Biological Rhythms in Mammals; Humans and Naked Mole Rats: (Revised Version)


  • Otto Appenzeller MD., PhD. New Mexico Health Enhancement and Marathon Clinics Research Foundation, Albuquerque NM, 87111
  • Clifford Qualls Ph.D. University of New Mexico, Department of Mathematics and Statistics Albuquerque NM 87131
  • Timothy G. Bromage Ph.D. Hard Tissue Research Laboratory NYU New York NY, 10010



Naked Mole Rats, Humans, Statistics;circadien rhytmstatistics, Biological rhytms


Here we show that naked mole rats (NMRs) have an extraordinary survival advantage. We base this statement on a spectral analysis of the time series of measured intervals in the teeth of 3 species (NMRs, Killer Whales, and Modern Humans). We used Fourier decomposition to analyze the variability of these intervals. We find these animals go through their long life without any of the age-associated diseases seen in humans such as osteoporosis or cancer and they show no signs of muscle atrophy or slowing of mobility. Global warming will delay its effects on these animals whereas for humans it is a clear and present danger.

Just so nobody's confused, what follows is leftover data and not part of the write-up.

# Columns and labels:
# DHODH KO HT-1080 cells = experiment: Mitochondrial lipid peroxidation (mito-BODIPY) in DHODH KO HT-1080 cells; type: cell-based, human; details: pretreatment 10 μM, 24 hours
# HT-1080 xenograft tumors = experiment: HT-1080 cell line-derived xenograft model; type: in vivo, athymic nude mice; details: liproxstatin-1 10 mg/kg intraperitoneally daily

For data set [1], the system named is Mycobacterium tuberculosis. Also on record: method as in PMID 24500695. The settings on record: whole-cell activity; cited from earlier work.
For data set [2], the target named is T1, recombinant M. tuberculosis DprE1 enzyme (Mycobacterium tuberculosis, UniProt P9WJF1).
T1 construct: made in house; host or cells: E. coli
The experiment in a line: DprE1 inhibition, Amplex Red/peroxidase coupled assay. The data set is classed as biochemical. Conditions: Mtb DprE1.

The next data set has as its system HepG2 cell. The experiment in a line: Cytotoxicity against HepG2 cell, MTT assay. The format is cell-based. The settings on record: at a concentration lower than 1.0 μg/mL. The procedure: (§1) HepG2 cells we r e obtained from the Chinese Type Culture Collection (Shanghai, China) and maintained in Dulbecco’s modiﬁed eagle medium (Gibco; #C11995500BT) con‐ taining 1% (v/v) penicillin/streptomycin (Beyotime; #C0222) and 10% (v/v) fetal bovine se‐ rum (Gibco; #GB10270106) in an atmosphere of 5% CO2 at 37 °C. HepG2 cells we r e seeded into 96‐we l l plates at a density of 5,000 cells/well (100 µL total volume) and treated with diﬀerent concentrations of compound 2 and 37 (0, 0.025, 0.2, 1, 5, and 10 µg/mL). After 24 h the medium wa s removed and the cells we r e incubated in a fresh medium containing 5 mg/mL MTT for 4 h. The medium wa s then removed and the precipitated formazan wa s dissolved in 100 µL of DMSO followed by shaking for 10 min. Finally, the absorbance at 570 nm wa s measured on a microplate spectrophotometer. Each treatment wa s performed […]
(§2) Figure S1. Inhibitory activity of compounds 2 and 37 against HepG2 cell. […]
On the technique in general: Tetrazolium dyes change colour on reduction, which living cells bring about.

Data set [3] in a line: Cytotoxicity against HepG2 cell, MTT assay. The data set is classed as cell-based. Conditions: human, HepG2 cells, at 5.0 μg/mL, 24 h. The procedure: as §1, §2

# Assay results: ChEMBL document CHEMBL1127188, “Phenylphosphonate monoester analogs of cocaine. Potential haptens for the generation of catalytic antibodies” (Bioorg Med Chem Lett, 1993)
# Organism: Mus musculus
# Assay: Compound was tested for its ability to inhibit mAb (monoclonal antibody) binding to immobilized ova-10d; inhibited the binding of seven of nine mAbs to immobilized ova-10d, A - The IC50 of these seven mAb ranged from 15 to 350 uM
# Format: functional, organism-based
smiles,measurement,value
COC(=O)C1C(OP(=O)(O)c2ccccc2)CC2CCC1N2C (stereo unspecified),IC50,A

How to Cite

Appenzeller, O., Qualls, C., & Bromage, T. G. (2023). Biological Rhythms in Mammals; Humans and Naked Mole Rats: (Revised Version). British Journal of Healthcare and Medical Research, 10(6), 87–90.